Farewell Ikutaro Kakehashi, initiator of the MIDI standard.
Ikutaro Kakehashi (梯 郁太郎, born in Osaka February 7, 1930) was an engineer, an entrepreneur, and the founder of Ace Tone, Roland Corporation and ATV, Japanese manufacturers of electronic musical instruments. He is known for his role in the development of Ace Tone and Roland drum machines and the MIDI standard.
In 1964, he developed a hand-operating electronic drums, called the R1 Rhythm Ace. It was exhibited at Summer NAMM 1964, however not commercialized.
In 1967, he developed the preset rhythm-pattern generator using diode matrix circuit, a drum machine where a “plurality of inverting circuits and/or clipper circuits are connected to a counting circuit to synthesize the output signal of the counting circuit” and the “synthesized output signal becomes a desired rhythm.”
Ace Tone commercialized his preset rhythm machine, called the FR-1 Rhythm Ace, in 1967. It offered 16 preset patterns, and four buttons to manually play each instrument sound (cymbal, claves, cowbell and bass drum). The rhythm patterns could also be cascaded together by pushing multiple rhythm buttons simultaneously, and the possible combination of rhythm patterns were more than a hundred (on the later models of Rhythm Ace, the individual volumes of each instrument could be adjusted with the small knobs or faders). The FR-1 was adopted by the Hammond Organ Company for incorporation within their latest organ models. In the US, the units were also marketed under the Multivox brand by Peter Sorkin Music Company, and in the UK, marketed under the Bentley Rhythm Ace brand. The Bentley-branded Rhythm Ace inspired the 1997 Birmingham band Bentley Rhythm Ace when a model was found at a car boot sale. The unique artificial sounds characteristics of the FR-1 were similar to the later Roland rhythm machines, and featured on electropop music from the late 1970s onwards.
In the 1970s, he founded Roland and continued the development of drum machines, including the Roland CR-78 and the iconic Roland TR-808.
In June 1981, Kakehashi proposed the idea of standardization to Oberheim Electronics founder Tom Oberheim, who then talked it over with Sequential Circuits president Dave Smith. In October 1981, Kakehashi, Oberheim and Smith discussed the idea with representatives from Yamaha, Korg and Kawai. The MIDI standard was unveiled by Kakehashi and Smith, who both later received Technical Grammy Awards in 2013 for their key roles in the development of MIDI.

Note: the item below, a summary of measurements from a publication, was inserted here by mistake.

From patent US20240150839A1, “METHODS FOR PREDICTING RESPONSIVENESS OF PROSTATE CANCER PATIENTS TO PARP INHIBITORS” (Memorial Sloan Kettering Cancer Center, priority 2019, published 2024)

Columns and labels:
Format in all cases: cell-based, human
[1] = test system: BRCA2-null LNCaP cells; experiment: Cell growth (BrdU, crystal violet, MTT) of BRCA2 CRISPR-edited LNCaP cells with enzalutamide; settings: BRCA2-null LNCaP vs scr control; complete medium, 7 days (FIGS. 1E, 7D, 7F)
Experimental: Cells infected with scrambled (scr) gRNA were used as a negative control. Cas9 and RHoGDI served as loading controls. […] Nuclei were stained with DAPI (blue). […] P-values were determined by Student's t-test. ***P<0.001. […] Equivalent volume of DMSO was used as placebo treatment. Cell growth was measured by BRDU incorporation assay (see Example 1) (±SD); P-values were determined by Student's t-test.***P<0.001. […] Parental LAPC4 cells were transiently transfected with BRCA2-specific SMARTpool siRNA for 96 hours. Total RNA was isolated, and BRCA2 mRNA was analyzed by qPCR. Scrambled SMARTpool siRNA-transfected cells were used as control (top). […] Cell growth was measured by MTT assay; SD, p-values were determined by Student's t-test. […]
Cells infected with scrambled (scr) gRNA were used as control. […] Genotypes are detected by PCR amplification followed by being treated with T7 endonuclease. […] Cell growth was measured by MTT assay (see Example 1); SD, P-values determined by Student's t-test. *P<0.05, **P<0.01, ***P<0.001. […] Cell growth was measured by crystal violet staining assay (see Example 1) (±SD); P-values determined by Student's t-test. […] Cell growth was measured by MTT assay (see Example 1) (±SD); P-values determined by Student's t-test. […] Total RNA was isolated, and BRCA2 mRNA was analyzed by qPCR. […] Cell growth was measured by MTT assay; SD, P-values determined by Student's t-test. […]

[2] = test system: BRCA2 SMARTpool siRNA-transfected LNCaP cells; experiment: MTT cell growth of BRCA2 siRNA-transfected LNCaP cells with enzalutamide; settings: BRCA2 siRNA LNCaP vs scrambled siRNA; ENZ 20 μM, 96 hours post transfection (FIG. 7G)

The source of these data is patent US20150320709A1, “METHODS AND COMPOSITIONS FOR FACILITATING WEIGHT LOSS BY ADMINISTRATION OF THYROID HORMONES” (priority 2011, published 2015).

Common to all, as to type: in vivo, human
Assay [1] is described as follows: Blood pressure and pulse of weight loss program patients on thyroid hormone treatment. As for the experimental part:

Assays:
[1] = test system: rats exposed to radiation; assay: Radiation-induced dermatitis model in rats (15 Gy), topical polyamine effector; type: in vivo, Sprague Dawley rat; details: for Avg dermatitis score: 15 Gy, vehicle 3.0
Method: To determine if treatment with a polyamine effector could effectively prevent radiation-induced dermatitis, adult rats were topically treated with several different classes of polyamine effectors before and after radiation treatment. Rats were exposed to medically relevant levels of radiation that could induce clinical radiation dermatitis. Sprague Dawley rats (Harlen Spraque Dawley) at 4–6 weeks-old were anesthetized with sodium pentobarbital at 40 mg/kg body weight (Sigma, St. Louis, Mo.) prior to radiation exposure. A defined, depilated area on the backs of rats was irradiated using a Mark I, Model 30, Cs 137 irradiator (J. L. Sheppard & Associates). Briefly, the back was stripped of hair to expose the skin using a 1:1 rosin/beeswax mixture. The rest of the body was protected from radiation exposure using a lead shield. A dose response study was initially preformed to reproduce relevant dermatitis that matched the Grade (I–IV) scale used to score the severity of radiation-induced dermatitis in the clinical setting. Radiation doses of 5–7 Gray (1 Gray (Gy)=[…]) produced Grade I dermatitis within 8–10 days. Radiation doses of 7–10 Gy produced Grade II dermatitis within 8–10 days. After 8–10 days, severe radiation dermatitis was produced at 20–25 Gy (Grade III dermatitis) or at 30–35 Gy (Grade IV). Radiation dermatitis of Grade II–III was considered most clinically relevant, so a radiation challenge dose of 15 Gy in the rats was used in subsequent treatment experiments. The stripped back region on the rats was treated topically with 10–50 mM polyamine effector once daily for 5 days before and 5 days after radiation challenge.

In 1991, based upon his contribution to the development and popularization of electronic instruments, Kakehashi was awarded an honorary doctorate from Berklee College of Music, U.S.A. In 2000 he left his handprints on the Rock Walk Hall of Fame in Hollywood. In 2013 he received a Technical Grammy Award, shared with Dave Smith of Sequential Circuits, for the invention of MIDI. Kakehashi retired from Roland in 2013.
In 2014, Kakehashi founded the ATV Corporation. Together with Paulo Caius, former CEO of Roland Iberia, Founder and CEO of Roland Systems Group EMEA, Makoto Muroi, a prestigious research engineer for music and audiovisuals, also former President of the Roland Systems Group Japan, Mark Tsuruta, former CEO of Roland Audio Development USA and Glenn Dodson, previous CEO of Roland Australia, they’ve decided to start again with a dedicated and experienced team. ATV has been growing since; with a vast team of experienced engineers focused on providing the market with brilliant and exciting new products in both market fields.
In 2002 Kakehashi published his autobiography, titled I Believe In Music, and was also featured as a biography in the book The Art of Digital Music.
1930 - Born in Osaka, Japan.
1954 - Started Kakehashi Radio electrical appliance store
1960 - Founded Ace Electronic Industries Inc.
1967 - Patented “Automatic Rhythm Performance Device” drum machine
1972 - Founded Roland Corporation and became president
1983 - Unveiled MIDI standard
1988 - Roland purchased Rodgers Organ Company renamed Rodgers Instruments fulfilling Kakehashi’s lifelong dream to build large classical organs
1994 - Founded Roland Foundation and became chairman
1995 - Appointed chairman of Roland Corporation
2001 - Resigned chairman’s position and appointed Special Executive Adviser of Roland Corporation
2013 - Received technical Grammy (along with Dave Smith) for inventing MIDI
2013 - Retired from Roland Corporation
2014 - Founded ATV Corporation